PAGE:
Researchers Getting Closer to an Effective HIV Vaccine

The inhalable dry powder measles vaccine eliminates the need for painful injection and other concerns that characterize vaccination administered via injection. The experimental vaccine did not also cause significant side effects in its Phase 1 clinical trial. (Courtesy Photo)
Dr. Donald Brown holds the human papillomavirus vaccine Gardasil in his hand at his Chicago office Monday, Aug. 28, 2006 .(AP/Charles Rex Arbogast)
Dr. Donald Brown holds the human papillomavirus vaccine Gardasil in his hand at his Chicago office Monday, Aug. 28, 2006 .(AP/Charles Rex Arbogast)

Joe Hennessey, THE MONITOR DAILY

 

 

(The Monitor Daily) — A study published in the Science journal on Friday by a mixed team showcased the results of an experimental vaccine which seems to be on track of providing a safeguard against the spread of HIV, representing one of the biggest steps forward in this regard in history.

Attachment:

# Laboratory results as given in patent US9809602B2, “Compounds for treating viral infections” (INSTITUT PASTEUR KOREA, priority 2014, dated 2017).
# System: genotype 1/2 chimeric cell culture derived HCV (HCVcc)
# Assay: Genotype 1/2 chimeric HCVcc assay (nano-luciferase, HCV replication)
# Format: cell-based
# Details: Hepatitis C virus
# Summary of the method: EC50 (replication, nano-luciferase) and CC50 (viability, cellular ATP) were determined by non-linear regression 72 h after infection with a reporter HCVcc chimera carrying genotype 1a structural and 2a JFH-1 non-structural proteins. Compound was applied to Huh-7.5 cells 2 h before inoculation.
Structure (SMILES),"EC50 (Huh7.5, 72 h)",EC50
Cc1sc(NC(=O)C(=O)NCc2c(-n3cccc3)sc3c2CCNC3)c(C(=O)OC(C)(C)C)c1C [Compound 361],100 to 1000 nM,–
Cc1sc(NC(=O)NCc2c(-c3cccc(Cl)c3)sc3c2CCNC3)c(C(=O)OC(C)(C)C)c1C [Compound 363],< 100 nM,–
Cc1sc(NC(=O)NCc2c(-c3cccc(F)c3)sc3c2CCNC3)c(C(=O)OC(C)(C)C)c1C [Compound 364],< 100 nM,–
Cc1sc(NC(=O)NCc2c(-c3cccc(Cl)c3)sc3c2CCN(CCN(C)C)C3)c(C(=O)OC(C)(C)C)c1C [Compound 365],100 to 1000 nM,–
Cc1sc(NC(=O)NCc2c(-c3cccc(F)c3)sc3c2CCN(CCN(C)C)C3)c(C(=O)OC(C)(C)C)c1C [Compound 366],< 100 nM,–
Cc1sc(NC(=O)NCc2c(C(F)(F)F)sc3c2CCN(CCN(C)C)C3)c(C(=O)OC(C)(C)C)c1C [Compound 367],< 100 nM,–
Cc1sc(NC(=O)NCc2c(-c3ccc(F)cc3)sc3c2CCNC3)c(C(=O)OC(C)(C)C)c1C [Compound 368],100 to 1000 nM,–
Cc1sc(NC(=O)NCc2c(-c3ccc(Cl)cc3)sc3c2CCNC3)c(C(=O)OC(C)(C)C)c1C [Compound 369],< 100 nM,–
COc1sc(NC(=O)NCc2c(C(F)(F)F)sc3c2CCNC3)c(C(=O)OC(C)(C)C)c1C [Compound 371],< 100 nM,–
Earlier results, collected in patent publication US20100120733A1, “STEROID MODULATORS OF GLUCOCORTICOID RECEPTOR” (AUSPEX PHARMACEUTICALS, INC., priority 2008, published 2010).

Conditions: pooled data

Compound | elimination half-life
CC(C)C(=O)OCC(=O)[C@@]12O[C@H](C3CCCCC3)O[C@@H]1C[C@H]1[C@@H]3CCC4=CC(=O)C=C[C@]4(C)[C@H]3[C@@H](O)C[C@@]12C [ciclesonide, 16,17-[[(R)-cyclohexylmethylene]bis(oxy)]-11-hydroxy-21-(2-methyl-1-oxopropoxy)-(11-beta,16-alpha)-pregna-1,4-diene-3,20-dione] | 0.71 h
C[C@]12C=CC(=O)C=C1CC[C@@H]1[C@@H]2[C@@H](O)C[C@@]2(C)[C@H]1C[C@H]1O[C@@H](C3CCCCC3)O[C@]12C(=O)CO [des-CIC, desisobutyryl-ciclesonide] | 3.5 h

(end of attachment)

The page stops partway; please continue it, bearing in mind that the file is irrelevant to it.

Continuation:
The HIV vaccine, developed by a combined team from The Rockefeller University, The Scrips Research Institute(TSRI) and the International AIDS Vaccine Initiative (IAVI) has had satisfactory results after being tested on mice, with its goal being to stimulate the production antibodies needed to stop or prevent HIV infection. The research was led by a trio consisting of TSRI Department of Immunology chair Dennis Burton, IAVI Director of Vaccine Design William Schief and Professor David Nemazee of TSRI.

 

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